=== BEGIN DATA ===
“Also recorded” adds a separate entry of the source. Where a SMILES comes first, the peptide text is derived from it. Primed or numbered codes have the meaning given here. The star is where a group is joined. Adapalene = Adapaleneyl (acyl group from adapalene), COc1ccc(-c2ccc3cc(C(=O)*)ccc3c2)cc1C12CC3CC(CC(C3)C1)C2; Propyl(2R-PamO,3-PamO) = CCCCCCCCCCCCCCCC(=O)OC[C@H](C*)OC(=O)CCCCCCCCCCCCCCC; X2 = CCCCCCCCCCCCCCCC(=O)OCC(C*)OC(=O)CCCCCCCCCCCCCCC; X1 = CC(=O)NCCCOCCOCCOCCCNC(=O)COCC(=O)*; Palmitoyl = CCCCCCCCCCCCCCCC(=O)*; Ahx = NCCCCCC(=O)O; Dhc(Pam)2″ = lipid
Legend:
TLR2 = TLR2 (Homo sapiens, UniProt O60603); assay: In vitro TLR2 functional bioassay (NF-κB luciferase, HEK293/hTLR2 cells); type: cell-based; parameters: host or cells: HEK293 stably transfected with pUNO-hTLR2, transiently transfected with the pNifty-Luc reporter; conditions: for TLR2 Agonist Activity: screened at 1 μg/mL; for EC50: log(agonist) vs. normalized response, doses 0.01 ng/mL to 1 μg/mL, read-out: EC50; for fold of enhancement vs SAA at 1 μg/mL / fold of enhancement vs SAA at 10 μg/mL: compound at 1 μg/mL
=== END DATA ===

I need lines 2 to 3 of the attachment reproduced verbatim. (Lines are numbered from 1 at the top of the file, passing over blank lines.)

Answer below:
Legend:
TLR2 = TLR2 (Homo sapiens, UniProt O60603); assay: In vitro TLR2 functional bioassay (NF-κB luciferase, HEK293/hTLR2 cells); type: cell-based; parameters: host or cells: HEK293 stably transfected with pUNO-hTLR2, transiently transfected with the pNifty-Luc reporter; conditions: for TLR2 Agonist Activity: screened at 1 μg/mL; for EC50: log(agonist) vs. normalized response, doses 0.01 ng/mL to 1 μg/mL, read-out: EC50; for fold of enhancement vs SAA at 1 μg/mL / fold of enhancement vs SAA at 10 μg/mL: compound at 1 μg/mL